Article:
Company Registration in Singapore
There is no “offshore” legislation in Singapore. All private limited companies are incorporated under the same legislation – Singapore Companies Act, Chapter 50, whether they are doing business locally or “offshore”.
Legal form: A private limited company is incorporated under the Singapore Companies Act, Chapter 50 and registered with Accounting & Corporate Regulatory Authority (ACRA). A Singapore Company is a separate legal entity from its owners and as such the owners of the company are generally not liable for the debts of the company.
The most common type of company to be incorporated in Singapore is the private company limited by shares, commonly known as a private limited company. Shareholder’s liability, in most cases. is limited to the amount they paid for.
Name of the company: Singapore private limited companies must use the suffix Pte.Ltd or Ltd. to denote limited liability. Names which suggest any connection to the UK head of state are generally prohibited and certain words which suggest specialist activity can only be used when the appropriate licenses have been obtained e.g. bank, financial institution, insurance, fund management, university, Chamber of Commerce and other similar names. Name resembling names of existing companies or which are undesirable or politically sensitive will be rejected.
Memorandum and Articles of Association: A company is incorporated in Singapore by application made to the Registrar of Companies. Memorandum and Articles of Association must be lodged with the Registrar. Memorandum specifies the activities in which the company may engage and Articles of Association specifies the rules governing the internal management of the company.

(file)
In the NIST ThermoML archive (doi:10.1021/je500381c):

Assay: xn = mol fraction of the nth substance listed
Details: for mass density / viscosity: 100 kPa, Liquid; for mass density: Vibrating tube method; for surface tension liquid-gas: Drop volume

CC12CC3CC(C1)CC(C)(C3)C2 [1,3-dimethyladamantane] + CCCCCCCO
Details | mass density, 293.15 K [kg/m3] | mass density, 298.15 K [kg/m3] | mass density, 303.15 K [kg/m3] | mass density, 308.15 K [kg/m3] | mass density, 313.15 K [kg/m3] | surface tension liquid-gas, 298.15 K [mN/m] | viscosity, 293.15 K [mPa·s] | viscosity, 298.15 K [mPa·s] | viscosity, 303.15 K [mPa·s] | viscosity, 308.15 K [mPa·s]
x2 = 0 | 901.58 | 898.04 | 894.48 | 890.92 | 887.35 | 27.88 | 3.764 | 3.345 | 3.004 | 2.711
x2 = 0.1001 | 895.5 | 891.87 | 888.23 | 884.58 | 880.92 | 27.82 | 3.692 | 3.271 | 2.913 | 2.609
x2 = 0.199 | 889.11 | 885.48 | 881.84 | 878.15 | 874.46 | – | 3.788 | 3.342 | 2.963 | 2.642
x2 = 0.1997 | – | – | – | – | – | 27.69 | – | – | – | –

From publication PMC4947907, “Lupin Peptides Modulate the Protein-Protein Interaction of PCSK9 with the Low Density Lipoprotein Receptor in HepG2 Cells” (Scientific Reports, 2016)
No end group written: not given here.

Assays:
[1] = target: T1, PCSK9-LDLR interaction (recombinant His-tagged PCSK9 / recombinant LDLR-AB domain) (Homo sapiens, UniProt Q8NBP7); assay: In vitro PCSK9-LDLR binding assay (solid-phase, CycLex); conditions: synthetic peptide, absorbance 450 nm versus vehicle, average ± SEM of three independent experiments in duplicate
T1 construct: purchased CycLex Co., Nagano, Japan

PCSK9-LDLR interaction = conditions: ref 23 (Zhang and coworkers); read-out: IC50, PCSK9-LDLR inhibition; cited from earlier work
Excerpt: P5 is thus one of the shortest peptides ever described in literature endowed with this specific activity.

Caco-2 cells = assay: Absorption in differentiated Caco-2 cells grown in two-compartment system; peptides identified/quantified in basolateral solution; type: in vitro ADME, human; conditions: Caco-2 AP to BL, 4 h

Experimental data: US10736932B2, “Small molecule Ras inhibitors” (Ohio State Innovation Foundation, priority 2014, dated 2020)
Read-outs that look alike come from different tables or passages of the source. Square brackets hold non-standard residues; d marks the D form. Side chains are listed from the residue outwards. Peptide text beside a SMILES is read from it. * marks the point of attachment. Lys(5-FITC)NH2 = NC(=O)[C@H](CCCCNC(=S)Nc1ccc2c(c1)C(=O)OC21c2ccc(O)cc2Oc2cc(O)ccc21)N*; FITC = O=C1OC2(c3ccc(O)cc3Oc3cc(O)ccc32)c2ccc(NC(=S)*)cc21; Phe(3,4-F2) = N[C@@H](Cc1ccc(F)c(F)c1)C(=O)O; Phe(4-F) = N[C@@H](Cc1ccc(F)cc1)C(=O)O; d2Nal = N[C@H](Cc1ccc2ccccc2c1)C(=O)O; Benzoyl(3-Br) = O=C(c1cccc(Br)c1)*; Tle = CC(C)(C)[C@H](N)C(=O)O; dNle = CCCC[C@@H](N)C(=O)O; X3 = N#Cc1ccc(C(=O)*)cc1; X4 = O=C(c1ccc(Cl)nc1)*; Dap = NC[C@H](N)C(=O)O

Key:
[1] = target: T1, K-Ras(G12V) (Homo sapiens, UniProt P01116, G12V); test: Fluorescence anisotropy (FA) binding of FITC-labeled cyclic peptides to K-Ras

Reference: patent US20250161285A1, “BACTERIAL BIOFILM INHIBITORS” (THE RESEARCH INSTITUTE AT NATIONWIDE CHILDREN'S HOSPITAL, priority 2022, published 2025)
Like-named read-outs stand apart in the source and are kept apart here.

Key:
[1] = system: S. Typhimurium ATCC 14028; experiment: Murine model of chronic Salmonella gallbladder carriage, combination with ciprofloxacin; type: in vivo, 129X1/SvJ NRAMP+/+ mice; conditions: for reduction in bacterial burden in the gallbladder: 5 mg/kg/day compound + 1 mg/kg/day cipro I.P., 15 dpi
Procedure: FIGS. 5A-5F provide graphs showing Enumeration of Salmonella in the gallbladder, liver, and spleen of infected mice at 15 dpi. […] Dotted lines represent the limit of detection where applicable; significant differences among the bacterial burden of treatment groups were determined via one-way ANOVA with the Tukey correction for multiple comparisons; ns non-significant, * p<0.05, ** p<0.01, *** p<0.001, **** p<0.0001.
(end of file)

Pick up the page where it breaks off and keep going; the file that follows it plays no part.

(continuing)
Shareholders: With effect from 1 April 2004, there must be at least 1 shareholder who can either be an individual of any nationality or a corporate body. Details of the shareholders must be filed and appear on the public file, but anonymity can be preserved by the use of nominee shareholders. Shares must be expressed in a fixed amount. “Bearer” shares or “No par value” shares are not permitted.
The share capital: There is no specific minimum capital requirement. The recommended authorized share capital is S$ 1,000. The minimum issued capital is one share of par value.
Directors of the company: With effect from 1 April 2004, Singapore private limited company is allowed to have minimum one director who must be “ordinarily resident in Singapore” i.e. a Singapore Citizen, a Singapore Permanent Resident or a person who has been issued an Employment Pass/Approval-In-Principle letter/Dependant’s Pass. It is usual practice to have more then one director in the company, where foreign directors can be also appointed. Details of the directors appear on the public file, but anonymity can be preserved by the use of nominee directors. The director and the company secretary cannot be the same person. Corporate directors are not permitted.
Registered office and secretary: Every company, registered in Singapore is required to have a registered office and address there, which should be notified to the Registrar. Companies are required to appoint a qualified resident company secretary, who must be a natural person.